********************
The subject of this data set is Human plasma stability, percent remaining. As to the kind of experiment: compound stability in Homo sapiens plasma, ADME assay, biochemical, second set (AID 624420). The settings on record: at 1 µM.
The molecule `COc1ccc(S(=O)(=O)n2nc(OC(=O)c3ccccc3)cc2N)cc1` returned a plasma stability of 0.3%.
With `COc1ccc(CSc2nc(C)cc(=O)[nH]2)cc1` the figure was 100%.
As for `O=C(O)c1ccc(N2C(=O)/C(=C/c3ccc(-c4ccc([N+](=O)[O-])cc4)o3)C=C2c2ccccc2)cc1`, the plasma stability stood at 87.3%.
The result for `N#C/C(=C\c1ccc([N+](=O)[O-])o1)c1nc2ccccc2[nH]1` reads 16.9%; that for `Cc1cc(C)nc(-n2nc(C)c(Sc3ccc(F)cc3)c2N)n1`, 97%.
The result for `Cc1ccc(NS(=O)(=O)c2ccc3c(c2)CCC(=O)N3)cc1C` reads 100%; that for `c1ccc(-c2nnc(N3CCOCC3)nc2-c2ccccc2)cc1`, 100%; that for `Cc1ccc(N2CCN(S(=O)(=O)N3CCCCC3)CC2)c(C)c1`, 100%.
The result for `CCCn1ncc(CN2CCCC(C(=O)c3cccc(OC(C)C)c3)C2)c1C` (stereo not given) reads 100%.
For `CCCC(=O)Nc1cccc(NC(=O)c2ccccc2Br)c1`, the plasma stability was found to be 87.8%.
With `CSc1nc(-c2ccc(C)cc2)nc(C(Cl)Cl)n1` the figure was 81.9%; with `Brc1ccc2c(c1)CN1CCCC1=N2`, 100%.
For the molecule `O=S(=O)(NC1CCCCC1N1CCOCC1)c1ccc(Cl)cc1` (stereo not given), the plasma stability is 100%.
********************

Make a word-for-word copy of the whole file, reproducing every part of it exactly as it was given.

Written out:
The subject of this data set is Human plasma stability, percent remaining. As to the kind of experiment: compound stability in Homo sapiens plasma, ADME assay, biochemical, second set (AID 624420). The settings on record: at 1 µM.
The molecule `COc1ccc(S(=O)(=O)n2nc(OC(=O)c3ccccc3)cc2N)cc1` returned a plasma stability of 0.3%.
With `COc1ccc(CSc2nc(C)cc(=O)[nH]2)cc1` the figure was 100%.
As for `O=C(O)c1ccc(N2C(=O)/C(=C/c3ccc(-c4ccc([N+](=O)[O-])cc4)o3)C=C2c2ccccc2)cc1`, the plasma stability stood at 87.3%.
The result for `N#C/C(=C\c1ccc([N+](=O)[O-])o1)c1nc2ccccc2[nH]1` reads 16.9%; that for `Cc1cc(C)nc(-n2nc(C)c(Sc3ccc(F)cc3)c2N)n1`, 97%.
The result for `Cc1ccc(NS(=O)(=O)c2ccc3c(c2)CCC(=O)N3)cc1C` reads 100%; that for `c1ccc(-c2nnc(N3CCOCC3)nc2-c2ccccc2)cc1`, 100%; that for `Cc1ccc(N2CCN(S(=O)(=O)N3CCCCC3)CC2)c(C)c1`, 100%.
The result for `CCCn1ncc(CN2CCCC(C(=O)c3cccc(OC(C)C)c3)C2)c1C` (stereo not given) reads 100%.
For `CCCC(=O)Nc1cccc(NC(=O)c2ccccc2Br)c1`, the plasma stability was found to be 87.8%.
With `CSc1nc(-c2ccc(C)cc2)nc(C(Cl)Cl)n1` the figure was 81.9%; with `Brc1ccc2c(c1)CN1CCCC1=N2`, 100%.
For the molecule `O=S(=O)(NC1CCCCC1N1CCOCC1)c1ccc(Cl)cc1` (stereo not given), the plasma stability is 100%.